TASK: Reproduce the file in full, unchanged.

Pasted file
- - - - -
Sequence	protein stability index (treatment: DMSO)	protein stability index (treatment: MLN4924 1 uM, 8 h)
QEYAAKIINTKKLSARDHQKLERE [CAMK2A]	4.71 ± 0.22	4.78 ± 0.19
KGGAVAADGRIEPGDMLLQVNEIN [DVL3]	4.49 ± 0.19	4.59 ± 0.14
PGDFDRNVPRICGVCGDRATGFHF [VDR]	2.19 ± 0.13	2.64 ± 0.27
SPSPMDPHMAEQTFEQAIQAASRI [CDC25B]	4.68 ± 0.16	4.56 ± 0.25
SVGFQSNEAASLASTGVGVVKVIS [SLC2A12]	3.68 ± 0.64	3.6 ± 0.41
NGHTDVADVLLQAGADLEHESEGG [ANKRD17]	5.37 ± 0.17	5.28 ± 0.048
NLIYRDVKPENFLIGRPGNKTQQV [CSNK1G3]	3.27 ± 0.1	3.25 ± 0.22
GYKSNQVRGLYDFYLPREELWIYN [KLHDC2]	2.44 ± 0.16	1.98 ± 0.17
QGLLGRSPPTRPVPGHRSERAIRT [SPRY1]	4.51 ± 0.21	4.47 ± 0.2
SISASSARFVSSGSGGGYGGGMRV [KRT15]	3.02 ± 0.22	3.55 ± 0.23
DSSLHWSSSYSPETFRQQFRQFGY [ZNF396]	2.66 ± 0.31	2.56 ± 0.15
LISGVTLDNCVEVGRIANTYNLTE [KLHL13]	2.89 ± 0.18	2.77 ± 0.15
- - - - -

Sequence	protein stability index (treatment: DMSO)	protein stability index (treatment: MLN4924 1 uM, 8 h)
QEYAAKIINTKKLSARDHQKLERE [CAMK2A]	4.71 ± 0.22	4.78 ± 0.19
KGGAVAADGRIEPGDMLLQVNEIN [DVL3]	4.49 ± 0.19	4.59 ± 0.14
PGDFDRNVPRICGVCGDRATGFHF [VDR]	2.19 ± 0.13	2.64 ± 0.27
SPSPMDPHMAEQTFEQAIQAASRI [CDC25B]	4.68 ± 0.16	4.56 ± 0.25
SVGFQSNEAASLASTGVGVVKVIS [SLC2A12]	3.68 ± 0.64	3.6 ± 0.41
NGHTDVADVLLQAGADLEHESEGG [ANKRD17]	5.37 ± 0.17	5.28 ± 0.048
NLIYRDVKPENFLIGRPGNKTQQV [CSNK1G3]	3.27 ± 0.1	3.25 ± 0.22
GYKSNQVRGLYDFYLPREELWIYN [KLHDC2]	2.44 ± 0.16	1.98 ± 0.17
QGLLGRSPPTRPVPGHRSERAIRT [SPRY1]	4.51 ± 0.21	4.47 ± 0.2
SISASSARFVSSGSGGGYGGGMRV [KRT15]	3.02 ± 0.22	3.55 ± 0.23
DSSLHWSSSYSPETFRQQFRQFGY [ZNF396]	2.66 ± 0.31	2.56 ± 0.15
LISGVTLDNCVEVGRIANTYNLTE [KLHL13]	2.89 ± 0.18	2.77 ± 0.15